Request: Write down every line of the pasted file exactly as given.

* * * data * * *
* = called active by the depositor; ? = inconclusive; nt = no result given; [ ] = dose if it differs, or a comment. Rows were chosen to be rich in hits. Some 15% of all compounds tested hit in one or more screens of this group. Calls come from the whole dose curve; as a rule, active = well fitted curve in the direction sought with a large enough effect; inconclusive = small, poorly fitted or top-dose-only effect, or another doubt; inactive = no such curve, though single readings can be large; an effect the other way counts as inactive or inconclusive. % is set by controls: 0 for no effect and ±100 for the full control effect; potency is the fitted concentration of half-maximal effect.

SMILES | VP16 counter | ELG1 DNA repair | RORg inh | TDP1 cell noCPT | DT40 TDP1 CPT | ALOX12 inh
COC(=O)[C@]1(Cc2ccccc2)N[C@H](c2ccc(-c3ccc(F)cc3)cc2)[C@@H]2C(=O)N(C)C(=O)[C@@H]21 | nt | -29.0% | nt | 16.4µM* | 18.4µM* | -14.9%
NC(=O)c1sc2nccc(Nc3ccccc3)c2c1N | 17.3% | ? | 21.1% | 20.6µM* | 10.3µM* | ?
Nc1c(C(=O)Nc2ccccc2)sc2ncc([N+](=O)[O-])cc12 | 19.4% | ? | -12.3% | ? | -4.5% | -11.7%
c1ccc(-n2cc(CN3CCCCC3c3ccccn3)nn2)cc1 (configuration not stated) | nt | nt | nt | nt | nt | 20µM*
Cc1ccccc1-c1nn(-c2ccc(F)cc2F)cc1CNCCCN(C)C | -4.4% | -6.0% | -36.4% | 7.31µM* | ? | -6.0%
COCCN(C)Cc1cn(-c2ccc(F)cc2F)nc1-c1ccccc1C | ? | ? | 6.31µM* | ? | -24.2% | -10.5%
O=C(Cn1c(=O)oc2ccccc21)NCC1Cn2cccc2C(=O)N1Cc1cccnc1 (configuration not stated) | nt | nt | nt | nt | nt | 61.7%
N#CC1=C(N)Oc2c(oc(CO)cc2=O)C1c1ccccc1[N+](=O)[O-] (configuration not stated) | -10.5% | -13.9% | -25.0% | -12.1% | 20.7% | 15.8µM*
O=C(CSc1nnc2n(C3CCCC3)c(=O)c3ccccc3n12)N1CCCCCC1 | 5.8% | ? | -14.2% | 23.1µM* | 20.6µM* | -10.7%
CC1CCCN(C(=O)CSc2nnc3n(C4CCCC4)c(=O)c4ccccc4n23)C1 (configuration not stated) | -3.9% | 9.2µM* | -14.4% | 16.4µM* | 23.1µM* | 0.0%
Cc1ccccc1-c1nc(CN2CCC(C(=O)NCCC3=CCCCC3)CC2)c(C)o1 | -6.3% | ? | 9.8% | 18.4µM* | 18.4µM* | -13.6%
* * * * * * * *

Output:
* = called active by the depositor; ? = inconclusive; nt = no result given; [ ] = dose if it differs, or a comment. Rows were chosen to be rich in hits. Some 15% of all compounds tested hit in one or more screens of this group. Calls come from the whole dose curve; as a rule, active = well fitted curve in the direction sought with a large enough effect; inconclusive = small, poorly fitted or top-dose-only effect, or another doubt; inactive = no such curve, though single readings can be large; an effect the other way counts as inactive or inconclusive. % is set by controls: 0 for no effect and ±100 for the full control effect; potency is the fitted concentration of half-maximal effect.

SMILES | VP16 counter | ELG1 DNA repair | RORg inh | TDP1 cell noCPT | DT40 TDP1 CPT | ALOX12 inh
COC(=O)[C@]1(Cc2ccccc2)N[C@H](c2ccc(-c3ccc(F)cc3)cc2)[C@@H]2C(=O)N(C)C(=O)[C@@H]21 | nt | -29.0% | nt | 16.4µM* | 18.4µM* | -14.9%
NC(=O)c1sc2nccc(Nc3ccccc3)c2c1N | 17.3% | ? | 21.1% | 20.6µM* | 10.3µM* | ?
Nc1c(C(=O)Nc2ccccc2)sc2ncc([N+](=O)[O-])cc12 | 19.4% | ? | -12.3% | ? | -4.5% | -11.7%
c1ccc(-n2cc(CN3CCCCC3c3ccccn3)nn2)cc1 (configuration not stated) | nt | nt | nt | nt | nt | 20µM*
Cc1ccccc1-c1nn(-c2ccc(F)cc2F)cc1CNCCCN(C)C | -4.4% | -6.0% | -36.4% | 7.31µM* | ? | -6.0%
COCCN(C)Cc1cn(-c2ccc(F)cc2F)nc1-c1ccccc1C | ? | ? | 6.31µM* | ? | -24.2% | -10.5%
O=C(Cn1c(=O)oc2ccccc21)NCC1Cn2cccc2C(=O)N1Cc1cccnc1 (configuration not stated) | nt | nt | nt | nt | nt | 61.7%
N#CC1=C(N)Oc2c(oc(CO)cc2=O)C1c1ccccc1[N+](=O)[O-] (configuration not stated) | -10.5% | -13.9% | -25.0% | -12.1% | 20.7% | 15.8µM*
O=C(CSc1nnc2n(C3CCCC3)c(=O)c3ccccc3n12)N1CCCCCC1 | 5.8% | ? | -14.2% | 23.1µM* | 20.6µM* | -10.7%
CC1CCCN(C(=O)CSc2nnc3n(C4CCCC4)c(=O)c4ccccc4n23)C1 (configuration not stated) | -3.9% | 9.2µM* | -14.4% | 16.4µM* | 23.1µM* | 0.0%
Cc1ccccc1-c1nc(CN2CCC(C(=O)NCCC3=CCCCC3)CC2)c(C)o1 | -6.3% | ? | 9.8% | 18.4µM* | 18.4µM* | -13.6%